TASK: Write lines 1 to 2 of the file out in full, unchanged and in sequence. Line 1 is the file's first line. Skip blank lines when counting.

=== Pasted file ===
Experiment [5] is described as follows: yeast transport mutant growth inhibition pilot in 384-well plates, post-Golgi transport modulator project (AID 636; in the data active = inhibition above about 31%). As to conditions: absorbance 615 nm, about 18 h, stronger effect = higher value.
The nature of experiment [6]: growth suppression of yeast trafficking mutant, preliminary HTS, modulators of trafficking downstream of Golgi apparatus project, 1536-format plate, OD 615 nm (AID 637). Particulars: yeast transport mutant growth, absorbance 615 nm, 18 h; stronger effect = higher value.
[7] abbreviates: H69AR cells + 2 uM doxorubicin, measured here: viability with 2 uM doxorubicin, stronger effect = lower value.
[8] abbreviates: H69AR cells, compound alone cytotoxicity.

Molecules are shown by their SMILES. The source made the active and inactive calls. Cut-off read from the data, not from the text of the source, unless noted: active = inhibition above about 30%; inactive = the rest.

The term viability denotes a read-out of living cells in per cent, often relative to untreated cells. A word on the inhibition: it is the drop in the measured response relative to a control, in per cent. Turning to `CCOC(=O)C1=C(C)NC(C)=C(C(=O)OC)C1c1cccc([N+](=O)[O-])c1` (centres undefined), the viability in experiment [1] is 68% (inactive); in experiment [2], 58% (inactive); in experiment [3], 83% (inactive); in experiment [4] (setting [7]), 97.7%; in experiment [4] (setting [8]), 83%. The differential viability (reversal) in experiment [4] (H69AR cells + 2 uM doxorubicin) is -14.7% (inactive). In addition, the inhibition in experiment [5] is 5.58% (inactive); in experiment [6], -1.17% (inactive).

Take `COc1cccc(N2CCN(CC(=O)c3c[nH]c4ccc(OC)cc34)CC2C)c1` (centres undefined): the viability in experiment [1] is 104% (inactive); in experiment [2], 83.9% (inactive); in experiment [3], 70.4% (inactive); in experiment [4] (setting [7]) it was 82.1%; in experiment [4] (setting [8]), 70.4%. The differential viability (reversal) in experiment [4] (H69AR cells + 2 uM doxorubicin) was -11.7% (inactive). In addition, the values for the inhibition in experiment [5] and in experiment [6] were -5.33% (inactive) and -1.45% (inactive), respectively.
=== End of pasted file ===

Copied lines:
Experiment [5] is described as follows: yeast transport mutant growth inhibition pilot in 384-well plates, post-Golgi transport modulator project (AID 636; in the data active = inhibition above about 31%). As to conditions: absorbance 615 nm, about 18 h, stronger effect = higher value.
The nature of experiment [6]: growth suppression of yeast trafficking mutant, preliminary HTS, modulators of trafficking downstream of Golgi apparatus project, 1536-format plate, OD 615 nm (AID 637). Particulars: yeast transport mutant growth, absorbance 615 nm, 18 h; stronger effect = higher value.